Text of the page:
McQuein’s point is that everything needs work. That’s true. But some things need a total overhaul, plastic surgery and divine intervention. And it’s your job to know when a piece of writing is not worth the effort.

There’s a danger in thinking that there’s potential in everything. And while I don’t advocate bashing yourself and your own work because you’re having a bad day or you’re dealing with poor self esteem (which are pitfalls that we all deal with), just remember that if you’re not ruthless with your writing, someone else will be.

Sometimes you do yourself a favor by just moving on. And that’s OK too.

Friday round-up

Adventures in Children’s Publishing has a very comprehensive list of great articles this week, but they don’t have this stuff! Enjoy.

Confessions of a no-good writer

I’ve been holding this secret for a long time. It embarassess me. It makes me feel terrible even though I know it’s pretty common. Or people have told me it’s pretty common. But maybe they were just being polite. I’ll tell you what it is anyway. I need to get it off my chest. Ready? Here it is: After nearly five years, my first novel has still not earned out it’s advance.

Ouch! That was like ripping off a band-aid. I thought it was going to be worse than it was. Actually, it still feels pretty bad. My chest hurts. I’m totally serious.

Two weeks ago I got a statement from my publisher. It turns out that I’m VERY close to earning out my advance. I actually should do it in the next quarter. But then you know what happened? The books were released on paperback and for Kindle. That means, rather than $15.95 a copy, they’re now $9.99 and $8.99 a copy respectively. So I’m going to have to sell even more books to earn it out. I feel like it’s never going to happen. I might cry.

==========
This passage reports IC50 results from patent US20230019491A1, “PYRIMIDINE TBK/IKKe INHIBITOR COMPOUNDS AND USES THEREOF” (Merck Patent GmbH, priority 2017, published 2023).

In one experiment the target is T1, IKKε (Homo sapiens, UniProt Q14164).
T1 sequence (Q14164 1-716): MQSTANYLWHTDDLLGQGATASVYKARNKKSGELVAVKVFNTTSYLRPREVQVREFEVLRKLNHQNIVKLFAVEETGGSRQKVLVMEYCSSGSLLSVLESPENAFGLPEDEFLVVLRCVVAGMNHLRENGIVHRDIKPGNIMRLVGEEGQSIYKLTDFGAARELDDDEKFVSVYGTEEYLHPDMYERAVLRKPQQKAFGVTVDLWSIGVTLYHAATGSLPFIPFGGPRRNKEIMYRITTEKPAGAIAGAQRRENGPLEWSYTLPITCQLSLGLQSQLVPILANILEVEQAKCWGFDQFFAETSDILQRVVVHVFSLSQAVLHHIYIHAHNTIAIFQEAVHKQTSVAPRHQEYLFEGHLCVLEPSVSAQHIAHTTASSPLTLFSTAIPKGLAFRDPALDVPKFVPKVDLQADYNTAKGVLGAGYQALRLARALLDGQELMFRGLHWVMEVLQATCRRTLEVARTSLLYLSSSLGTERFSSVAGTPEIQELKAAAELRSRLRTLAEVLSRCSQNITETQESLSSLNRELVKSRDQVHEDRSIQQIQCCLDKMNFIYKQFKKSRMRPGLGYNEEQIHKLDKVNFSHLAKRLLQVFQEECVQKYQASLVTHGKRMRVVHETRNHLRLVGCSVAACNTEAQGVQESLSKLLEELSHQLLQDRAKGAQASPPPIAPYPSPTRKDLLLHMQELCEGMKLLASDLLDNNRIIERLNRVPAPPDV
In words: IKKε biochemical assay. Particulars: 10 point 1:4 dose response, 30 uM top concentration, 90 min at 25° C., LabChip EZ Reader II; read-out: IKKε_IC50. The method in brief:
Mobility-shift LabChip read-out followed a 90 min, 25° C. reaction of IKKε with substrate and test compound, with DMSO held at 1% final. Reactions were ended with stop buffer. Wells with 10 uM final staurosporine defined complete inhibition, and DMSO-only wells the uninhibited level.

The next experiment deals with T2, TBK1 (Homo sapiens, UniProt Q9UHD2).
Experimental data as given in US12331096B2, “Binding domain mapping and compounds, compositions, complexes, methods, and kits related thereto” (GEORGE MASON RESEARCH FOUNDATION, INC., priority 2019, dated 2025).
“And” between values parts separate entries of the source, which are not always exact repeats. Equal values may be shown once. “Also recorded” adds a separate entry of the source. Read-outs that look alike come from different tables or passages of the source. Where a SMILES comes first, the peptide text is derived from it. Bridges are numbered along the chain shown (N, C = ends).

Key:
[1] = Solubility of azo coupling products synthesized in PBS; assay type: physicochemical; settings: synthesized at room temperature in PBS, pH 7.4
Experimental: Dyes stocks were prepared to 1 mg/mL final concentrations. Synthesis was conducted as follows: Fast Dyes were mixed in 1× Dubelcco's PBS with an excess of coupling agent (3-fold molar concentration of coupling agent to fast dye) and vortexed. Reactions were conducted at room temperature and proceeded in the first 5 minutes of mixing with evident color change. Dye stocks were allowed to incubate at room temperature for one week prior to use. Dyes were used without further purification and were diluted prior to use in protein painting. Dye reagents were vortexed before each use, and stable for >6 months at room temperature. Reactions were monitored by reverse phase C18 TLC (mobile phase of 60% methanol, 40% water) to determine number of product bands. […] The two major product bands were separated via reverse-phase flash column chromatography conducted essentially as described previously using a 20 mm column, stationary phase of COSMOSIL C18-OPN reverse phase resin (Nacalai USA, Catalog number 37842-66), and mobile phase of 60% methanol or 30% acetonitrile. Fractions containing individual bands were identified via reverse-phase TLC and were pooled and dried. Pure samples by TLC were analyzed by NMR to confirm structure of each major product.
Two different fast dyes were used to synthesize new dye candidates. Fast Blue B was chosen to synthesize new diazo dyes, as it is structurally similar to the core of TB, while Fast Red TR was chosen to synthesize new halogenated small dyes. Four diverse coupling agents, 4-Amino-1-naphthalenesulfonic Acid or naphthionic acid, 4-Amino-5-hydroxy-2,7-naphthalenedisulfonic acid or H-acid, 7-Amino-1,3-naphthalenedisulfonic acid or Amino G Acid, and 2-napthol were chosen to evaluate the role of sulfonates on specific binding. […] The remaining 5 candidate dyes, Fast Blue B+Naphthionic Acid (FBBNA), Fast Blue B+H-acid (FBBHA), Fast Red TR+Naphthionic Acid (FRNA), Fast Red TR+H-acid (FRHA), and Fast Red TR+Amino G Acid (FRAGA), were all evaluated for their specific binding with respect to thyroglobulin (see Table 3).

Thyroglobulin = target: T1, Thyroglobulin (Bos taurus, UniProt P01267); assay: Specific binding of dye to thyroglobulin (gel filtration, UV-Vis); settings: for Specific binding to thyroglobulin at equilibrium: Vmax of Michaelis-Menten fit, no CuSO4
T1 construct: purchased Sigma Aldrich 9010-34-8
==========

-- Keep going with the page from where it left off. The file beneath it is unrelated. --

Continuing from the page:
This is yet one more of those things I’ll use to put pressure on myself. And here’s how:

I haven’t earned out my advance = I am useless as a writer.

I have not been able to sell a new work of fiction = I really suck at writing.

Writing the Stephenie Meyer biography made me want to hang myself = I am a bitter, jealous little writer.

Researching the Sharon Creech  biography makes me anxious = I am a talentless, pitiful writer who should probably go back to a day job.

I can’t figure out my next novel = I couldn’t write my way out of a greasy paper bag with a sharp-nibbed pen.

So what’s a talentless hack to do? Go back to writing I guess. What else is there besides writing? True, not everybody can be as fantastic as Sharon Creech, or Jerry Spinelli, or Madeleine L’Engle or Christopher Paul Curtis. But Goddamn it, I am going to work so hard I’ll be good someday. I swear.